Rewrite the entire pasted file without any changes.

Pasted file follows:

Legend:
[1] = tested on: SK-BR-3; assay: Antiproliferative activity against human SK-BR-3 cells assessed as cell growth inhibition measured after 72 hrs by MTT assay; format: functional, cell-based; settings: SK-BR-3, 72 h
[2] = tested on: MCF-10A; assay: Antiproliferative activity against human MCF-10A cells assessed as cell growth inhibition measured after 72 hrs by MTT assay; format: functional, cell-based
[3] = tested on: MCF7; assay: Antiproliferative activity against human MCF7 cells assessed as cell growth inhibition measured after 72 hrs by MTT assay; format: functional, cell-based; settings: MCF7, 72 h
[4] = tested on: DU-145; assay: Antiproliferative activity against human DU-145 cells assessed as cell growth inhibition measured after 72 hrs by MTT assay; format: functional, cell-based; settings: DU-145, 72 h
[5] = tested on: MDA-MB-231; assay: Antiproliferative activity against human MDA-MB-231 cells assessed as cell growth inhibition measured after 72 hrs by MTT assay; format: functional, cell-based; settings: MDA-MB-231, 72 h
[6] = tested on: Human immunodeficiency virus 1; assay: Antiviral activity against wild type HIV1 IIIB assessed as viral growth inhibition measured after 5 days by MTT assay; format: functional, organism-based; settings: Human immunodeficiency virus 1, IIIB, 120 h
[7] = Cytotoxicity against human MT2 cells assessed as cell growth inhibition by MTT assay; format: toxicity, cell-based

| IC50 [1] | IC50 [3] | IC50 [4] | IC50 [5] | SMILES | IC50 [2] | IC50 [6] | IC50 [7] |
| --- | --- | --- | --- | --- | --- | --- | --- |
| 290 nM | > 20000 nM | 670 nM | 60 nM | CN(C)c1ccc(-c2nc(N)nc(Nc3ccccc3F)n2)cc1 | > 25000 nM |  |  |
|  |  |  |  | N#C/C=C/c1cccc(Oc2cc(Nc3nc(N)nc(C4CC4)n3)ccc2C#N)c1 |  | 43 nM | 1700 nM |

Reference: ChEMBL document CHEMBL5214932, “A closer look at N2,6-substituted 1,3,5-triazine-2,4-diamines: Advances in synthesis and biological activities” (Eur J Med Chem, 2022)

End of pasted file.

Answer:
Legend:
[1] = tested on: SK-BR-3; assay: Antiproliferative activity against human SK-BR-3 cells assessed as cell growth inhibition measured after 72 hrs by MTT assay; format: functional, cell-based; settings: SK-BR-3, 72 h
[2] = tested on: MCF-10A; assay: Antiproliferative activity against human MCF-10A cells assessed as cell growth inhibition measured after 72 hrs by MTT assay; format: functional, cell-based
[3] = tested on: MCF7; assay: Antiproliferative activity against human MCF7 cells assessed as cell growth inhibition measured after 72 hrs by MTT assay; format: functional, cell-based; settings: MCF7, 72 h
[4] = tested on: DU-145; assay: Antiproliferative activity against human DU-145 cells assessed as cell growth inhibition measured after 72 hrs by MTT assay; format: functional, cell-based; settings: DU-145, 72 h
[5] = tested on: MDA-MB-231; assay: Antiproliferative activity against human MDA-MB-231 cells assessed as cell growth inhibition measured after 72 hrs by MTT assay; format: functional, cell-based; settings: MDA-MB-231, 72 h
[6] = tested on: Human immunodeficiency virus 1; assay: Antiviral activity against wild type HIV1 IIIB assessed as viral growth inhibition measured after 5 days by MTT assay; format: functional, organism-based; settings: Human immunodeficiency virus 1, IIIB, 120 h
[7] = Cytotoxicity against human MT2 cells assessed as cell growth inhibition by MTT assay; format: toxicity, cell-based

| IC50 [1] | IC50 [3] | IC50 [4] | IC50 [5] | SMILES | IC50 [2] | IC50 [6] | IC50 [7] |
| --- | --- | --- | --- | --- | --- | --- | --- |
| 290 nM | > 20000 nM | 670 nM | 60 nM | CN(C)c1ccc(-c2nc(N)nc(Nc3ccccc3F)n2)cc1 | > 25000 nM |  |  |
|  |  |  |  | N#C/C=C/c1cccc(Oc2cc(Nc3nc(N)nc(C4CC4)n3)ccc2C#N)c1 |  | 43 nM | 1700 nM |

Reference: ChEMBL document CHEMBL5214932, “A closer look at N2,6-substituted 1,3,5-triazine-2,4-diamines: Advances in synthesis and biological activities” (Eur J Med Chem, 2022)